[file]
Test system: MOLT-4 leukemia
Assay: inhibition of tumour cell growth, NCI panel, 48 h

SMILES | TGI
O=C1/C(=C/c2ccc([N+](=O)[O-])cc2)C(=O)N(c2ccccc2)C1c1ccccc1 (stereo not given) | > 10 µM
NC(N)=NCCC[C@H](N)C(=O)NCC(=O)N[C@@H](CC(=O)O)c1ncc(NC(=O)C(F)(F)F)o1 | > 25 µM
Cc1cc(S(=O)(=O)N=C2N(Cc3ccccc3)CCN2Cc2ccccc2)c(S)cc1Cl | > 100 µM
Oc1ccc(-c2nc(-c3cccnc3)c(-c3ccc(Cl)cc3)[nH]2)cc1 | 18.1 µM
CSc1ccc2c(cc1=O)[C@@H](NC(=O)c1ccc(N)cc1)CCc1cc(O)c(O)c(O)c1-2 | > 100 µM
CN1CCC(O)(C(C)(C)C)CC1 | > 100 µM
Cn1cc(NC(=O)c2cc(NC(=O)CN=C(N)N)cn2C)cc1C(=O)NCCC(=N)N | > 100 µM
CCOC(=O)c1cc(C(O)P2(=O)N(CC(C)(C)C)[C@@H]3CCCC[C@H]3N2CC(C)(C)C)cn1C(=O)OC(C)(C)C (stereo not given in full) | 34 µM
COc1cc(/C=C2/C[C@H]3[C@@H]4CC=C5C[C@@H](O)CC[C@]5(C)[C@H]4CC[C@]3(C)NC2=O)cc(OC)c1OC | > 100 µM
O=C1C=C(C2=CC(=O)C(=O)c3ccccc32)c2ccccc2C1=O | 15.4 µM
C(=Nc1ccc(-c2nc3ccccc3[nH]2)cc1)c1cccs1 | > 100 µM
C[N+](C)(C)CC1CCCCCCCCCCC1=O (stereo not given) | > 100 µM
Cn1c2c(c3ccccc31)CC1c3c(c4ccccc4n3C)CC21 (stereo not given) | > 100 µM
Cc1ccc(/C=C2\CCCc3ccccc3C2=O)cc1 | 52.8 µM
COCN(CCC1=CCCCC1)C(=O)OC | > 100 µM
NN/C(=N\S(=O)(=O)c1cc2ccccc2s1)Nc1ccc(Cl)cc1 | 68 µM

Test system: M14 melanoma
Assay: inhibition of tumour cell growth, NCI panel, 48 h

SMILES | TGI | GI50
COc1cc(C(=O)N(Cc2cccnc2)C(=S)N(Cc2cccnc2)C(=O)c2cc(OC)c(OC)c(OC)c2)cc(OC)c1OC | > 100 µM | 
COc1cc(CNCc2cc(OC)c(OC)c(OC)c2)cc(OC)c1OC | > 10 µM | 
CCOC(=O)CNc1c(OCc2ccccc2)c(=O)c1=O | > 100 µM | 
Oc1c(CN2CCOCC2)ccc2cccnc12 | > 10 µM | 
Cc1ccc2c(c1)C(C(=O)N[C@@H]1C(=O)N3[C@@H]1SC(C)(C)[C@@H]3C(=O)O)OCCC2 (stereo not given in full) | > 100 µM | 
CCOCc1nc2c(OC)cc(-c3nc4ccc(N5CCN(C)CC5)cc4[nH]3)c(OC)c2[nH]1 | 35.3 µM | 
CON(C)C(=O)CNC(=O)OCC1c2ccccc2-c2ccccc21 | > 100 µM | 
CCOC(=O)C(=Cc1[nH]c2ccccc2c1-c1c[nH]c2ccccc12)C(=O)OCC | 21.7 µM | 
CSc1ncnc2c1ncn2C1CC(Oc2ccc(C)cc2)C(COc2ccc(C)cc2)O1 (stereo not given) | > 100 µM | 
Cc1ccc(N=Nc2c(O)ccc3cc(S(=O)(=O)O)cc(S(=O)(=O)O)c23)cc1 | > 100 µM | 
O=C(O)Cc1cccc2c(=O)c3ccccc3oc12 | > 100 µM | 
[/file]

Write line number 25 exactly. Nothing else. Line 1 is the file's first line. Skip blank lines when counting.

CCOC(=O)CNc1c(OCc2ccccc2)c(=O)c1=O | > 100 µM | 